Also read: 8 Best Forex Brokers for Beginners in Botswana

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Household credit increases to P44.8 billion 

24th January 2022
FNB

Commercial Banks credit increased by 7.4 percent  year-on-year in September 2021, higher than the 4.4 percent growth in the corresponding period in 2020, according to the Bank of Botswana’s Financial Stability report released last week.  The acceleration in commercial bank credit growth was largely due to the higher growth in household credit over the review period. 

In addition, credit growth has been trending upwards since the end of the 2021 first quarter, partly reflecting base effects associated with the fall in credit in the previous year 2020, and an improvement in demand for and supply of credit.  Household credit increased to P44.8 billion in September 2021, from P41.3 billion in September 2020, on the back of a significant increase of 11percent in personal loans.

Business loans, on the other hand, increased by 5.5 percent over the period under review, due to an increase in credit to parastatals and finance sectors.  However, loans extended to the mining, electricity and water, construction, trade, restaurants and bars, manufacturing and transport and communications sectors decreased.  The share of business credit to total credit decreased from 35.2 percent in September 2020 to 34.6 percent in September 2021, while that of households increased from 64.8 percent to 65.4 percent during the same period.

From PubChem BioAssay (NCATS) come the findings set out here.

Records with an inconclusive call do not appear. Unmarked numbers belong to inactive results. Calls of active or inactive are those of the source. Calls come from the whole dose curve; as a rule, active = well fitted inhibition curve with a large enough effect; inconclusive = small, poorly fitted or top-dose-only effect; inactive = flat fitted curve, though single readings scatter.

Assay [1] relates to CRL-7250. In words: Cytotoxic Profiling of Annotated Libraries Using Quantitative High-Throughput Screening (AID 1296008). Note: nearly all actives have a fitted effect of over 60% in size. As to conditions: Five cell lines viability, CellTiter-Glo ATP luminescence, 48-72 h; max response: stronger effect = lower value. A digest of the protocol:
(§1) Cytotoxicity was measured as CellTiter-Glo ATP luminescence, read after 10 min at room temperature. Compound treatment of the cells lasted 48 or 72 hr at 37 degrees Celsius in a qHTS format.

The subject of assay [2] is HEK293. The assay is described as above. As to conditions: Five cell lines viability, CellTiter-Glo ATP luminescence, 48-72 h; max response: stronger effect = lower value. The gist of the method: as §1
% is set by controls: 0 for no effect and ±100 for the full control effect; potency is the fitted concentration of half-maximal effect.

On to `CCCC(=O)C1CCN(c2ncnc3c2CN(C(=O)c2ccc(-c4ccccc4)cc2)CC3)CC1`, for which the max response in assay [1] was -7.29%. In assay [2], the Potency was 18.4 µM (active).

Total credit as a percentage of GDP grew steadily between 2010 and 2020, at an average rate of 12.4 percent. The Bank of Botswana says Credit growth is in line with its long-term trend and thus not likely to overheat the economy. “In this context, there is scope for increased, disciplined and prudent credit extension to support economic activity” experts at the Central Bank noted.  Commercial banks’ leverage ratio was 7.8 percent in August 2021, a decrease from the 8.5 percent in August 2020; but indicative of the banking sector’s strength to withstand negative shocks, according to BoB.

Furthermore, commercial banks’ average capital adequacy ratio was 18.5 percent in August 2021, thus according to the Bank of Botswana, indicating the sector’s resilience to unexpected losses.  The BoB says the banking industry’s strong capital base is further augmented by the modest level of non-performing loans (NPLs) to total loans ratio of 3.7 percent in August 2021 (4.5 percent in August 2020).  However, the full effects of the COVID-19 pandemic on corporate performance, banks’ level of NPLs, profitability and capitalization are yet to be observed.